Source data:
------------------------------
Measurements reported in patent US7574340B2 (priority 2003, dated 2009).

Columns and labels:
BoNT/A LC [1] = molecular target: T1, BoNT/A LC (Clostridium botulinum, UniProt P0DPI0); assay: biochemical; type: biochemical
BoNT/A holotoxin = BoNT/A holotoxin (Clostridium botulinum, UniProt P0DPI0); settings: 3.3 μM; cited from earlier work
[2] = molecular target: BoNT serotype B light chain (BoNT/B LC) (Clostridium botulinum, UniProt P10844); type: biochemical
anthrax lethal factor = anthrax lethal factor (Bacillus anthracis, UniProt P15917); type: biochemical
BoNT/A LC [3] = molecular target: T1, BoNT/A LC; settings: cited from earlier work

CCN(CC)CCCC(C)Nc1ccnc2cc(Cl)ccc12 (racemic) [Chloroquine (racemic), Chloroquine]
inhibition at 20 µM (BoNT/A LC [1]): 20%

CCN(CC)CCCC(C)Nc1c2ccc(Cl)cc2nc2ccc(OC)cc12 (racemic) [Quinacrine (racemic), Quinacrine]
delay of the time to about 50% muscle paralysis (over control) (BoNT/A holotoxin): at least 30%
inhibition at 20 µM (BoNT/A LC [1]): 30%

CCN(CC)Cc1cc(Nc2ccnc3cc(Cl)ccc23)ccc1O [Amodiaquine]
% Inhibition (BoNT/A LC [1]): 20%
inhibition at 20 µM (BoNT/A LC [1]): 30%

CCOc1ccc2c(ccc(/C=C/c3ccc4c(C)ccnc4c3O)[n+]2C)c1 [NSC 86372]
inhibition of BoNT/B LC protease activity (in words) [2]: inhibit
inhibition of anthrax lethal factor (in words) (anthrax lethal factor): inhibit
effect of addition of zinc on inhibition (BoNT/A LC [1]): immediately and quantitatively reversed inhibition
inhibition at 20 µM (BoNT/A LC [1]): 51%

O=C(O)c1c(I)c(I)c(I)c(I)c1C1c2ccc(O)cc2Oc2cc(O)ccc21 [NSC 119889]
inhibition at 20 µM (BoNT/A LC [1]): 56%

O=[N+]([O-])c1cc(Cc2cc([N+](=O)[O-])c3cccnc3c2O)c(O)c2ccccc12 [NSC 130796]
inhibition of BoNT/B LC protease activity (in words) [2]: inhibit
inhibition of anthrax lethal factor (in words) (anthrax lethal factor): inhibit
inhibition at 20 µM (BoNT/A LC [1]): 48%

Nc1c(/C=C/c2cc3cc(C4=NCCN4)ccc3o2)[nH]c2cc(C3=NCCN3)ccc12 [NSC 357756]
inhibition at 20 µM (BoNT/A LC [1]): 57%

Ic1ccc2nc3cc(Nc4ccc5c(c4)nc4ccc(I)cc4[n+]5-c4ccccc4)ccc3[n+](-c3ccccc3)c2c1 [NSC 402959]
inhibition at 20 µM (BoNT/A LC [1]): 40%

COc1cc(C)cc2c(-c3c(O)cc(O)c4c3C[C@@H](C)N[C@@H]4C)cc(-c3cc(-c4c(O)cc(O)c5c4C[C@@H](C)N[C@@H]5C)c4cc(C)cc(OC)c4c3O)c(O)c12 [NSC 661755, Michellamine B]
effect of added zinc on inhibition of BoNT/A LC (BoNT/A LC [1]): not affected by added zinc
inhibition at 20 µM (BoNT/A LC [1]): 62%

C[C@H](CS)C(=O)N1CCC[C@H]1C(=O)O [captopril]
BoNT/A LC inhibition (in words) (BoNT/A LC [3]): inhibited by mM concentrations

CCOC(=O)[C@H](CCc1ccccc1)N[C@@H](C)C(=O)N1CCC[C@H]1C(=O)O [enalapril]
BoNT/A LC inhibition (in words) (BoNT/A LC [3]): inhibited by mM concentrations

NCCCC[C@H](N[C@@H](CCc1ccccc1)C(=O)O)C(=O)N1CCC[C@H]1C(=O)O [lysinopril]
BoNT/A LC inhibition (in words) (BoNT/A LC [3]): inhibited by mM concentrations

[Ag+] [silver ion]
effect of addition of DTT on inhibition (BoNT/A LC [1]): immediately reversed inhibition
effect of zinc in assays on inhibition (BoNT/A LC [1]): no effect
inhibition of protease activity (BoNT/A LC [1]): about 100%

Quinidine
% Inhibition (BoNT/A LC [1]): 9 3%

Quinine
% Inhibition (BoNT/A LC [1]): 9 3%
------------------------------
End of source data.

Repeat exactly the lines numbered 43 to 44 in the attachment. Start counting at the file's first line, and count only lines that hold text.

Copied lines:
inhibition of protease activity (BoNT/A LC [1]): about 100%

Quinidine